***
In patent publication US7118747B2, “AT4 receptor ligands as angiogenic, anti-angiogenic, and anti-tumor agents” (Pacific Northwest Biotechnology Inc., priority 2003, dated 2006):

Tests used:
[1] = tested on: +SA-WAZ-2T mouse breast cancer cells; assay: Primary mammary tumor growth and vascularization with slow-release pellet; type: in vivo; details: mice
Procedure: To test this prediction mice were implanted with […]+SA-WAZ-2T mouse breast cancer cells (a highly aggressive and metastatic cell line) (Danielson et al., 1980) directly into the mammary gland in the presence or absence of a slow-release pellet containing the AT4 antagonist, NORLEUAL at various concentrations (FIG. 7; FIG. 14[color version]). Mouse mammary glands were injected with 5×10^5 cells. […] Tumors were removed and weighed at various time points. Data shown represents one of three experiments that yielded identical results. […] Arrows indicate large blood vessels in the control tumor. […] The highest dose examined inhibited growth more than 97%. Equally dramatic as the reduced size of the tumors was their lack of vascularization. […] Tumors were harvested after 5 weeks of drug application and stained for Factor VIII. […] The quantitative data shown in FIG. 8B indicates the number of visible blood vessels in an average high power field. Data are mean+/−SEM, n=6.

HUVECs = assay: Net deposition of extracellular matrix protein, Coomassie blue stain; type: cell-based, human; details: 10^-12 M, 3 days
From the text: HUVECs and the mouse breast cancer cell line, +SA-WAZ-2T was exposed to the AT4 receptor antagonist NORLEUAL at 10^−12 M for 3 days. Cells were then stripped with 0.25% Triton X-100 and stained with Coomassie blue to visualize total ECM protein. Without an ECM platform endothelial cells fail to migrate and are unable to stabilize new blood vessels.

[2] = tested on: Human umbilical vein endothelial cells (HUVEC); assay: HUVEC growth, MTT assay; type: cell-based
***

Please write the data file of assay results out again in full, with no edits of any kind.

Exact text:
In patent publication US7118747B2, “AT4 receptor ligands as angiogenic, anti-angiogenic, and anti-tumor agents” (Pacific Northwest Biotechnology Inc., priority 2003, dated 2006):

Tests used:
[1] = tested on: +SA-WAZ-2T mouse breast cancer cells; assay: Primary mammary tumor growth and vascularization with slow-release pellet; type: in vivo; details: mice
Procedure: To test this prediction mice were implanted with […]+SA-WAZ-2T mouse breast cancer cells (a highly aggressive and metastatic cell line) (Danielson et al., 1980) directly into the mammary gland in the presence or absence of a slow-release pellet containing the AT4 antagonist, NORLEUAL at various concentrations (FIG. 7; FIG. 14[color version]). Mouse mammary glands were injected with 5×10^5 cells. […] Tumors were removed and weighed at various time points. Data shown represents one of three experiments that yielded identical results. […] Arrows indicate large blood vessels in the control tumor. […] The highest dose examined inhibited growth more than 97%. Equally dramatic as the reduced size of the tumors was their lack of vascularization. […] Tumors were harvested after 5 weeks of drug application and stained for Factor VIII. […] The quantitative data shown in FIG. 8B indicates the number of visible blood vessels in an average high power field. Data are mean+/−SEM, n=6.

HUVECs = assay: Net deposition of extracellular matrix protein, Coomassie blue stain; type: cell-based, human; details: 10^-12 M, 3 days
From the text: HUVECs and the mouse breast cancer cell line, +SA-WAZ-2T was exposed to the AT4 receptor antagonist NORLEUAL at 10^−12 M for 3 days. Cells were then stripped with 0.25% Triton X-100 and stained with Coomassie blue to visualize total ECM protein. Without an ECM platform endothelial cells fail to migrate and are unable to stabilize new blood vessels.

[2] = tested on: Human umbilical vein endothelial cells (HUVEC); assay: HUVEC growth, MTT assay; type: cell-based